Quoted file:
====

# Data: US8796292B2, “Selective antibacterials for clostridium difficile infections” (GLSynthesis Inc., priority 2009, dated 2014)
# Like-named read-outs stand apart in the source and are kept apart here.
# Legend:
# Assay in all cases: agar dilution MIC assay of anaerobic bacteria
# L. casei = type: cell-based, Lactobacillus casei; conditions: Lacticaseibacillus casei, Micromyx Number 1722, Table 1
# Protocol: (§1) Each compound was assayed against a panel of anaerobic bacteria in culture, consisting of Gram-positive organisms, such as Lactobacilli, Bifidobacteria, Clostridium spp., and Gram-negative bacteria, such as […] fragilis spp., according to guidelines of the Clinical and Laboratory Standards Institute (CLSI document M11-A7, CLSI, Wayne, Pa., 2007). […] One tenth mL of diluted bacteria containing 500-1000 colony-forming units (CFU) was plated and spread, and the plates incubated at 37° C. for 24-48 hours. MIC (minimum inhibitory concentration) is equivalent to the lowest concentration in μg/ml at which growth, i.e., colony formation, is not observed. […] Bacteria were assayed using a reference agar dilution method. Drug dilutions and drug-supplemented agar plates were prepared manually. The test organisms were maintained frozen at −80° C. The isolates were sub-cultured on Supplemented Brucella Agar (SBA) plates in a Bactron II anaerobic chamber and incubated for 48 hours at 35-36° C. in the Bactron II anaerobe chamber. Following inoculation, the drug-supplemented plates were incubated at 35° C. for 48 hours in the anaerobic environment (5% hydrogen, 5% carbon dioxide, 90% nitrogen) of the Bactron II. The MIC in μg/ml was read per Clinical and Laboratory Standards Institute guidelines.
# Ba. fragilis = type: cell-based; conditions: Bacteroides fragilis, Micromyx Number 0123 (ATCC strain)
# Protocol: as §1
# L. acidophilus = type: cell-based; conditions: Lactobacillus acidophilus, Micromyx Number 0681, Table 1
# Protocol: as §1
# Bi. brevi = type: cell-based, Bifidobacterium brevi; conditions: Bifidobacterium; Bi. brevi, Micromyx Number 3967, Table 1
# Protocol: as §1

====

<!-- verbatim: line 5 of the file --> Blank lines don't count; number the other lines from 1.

# L. casei = type: cell-based, Lactobacillus casei; conditions: Lacticaseibacillus casei, Micromyx Number 1722, Table 1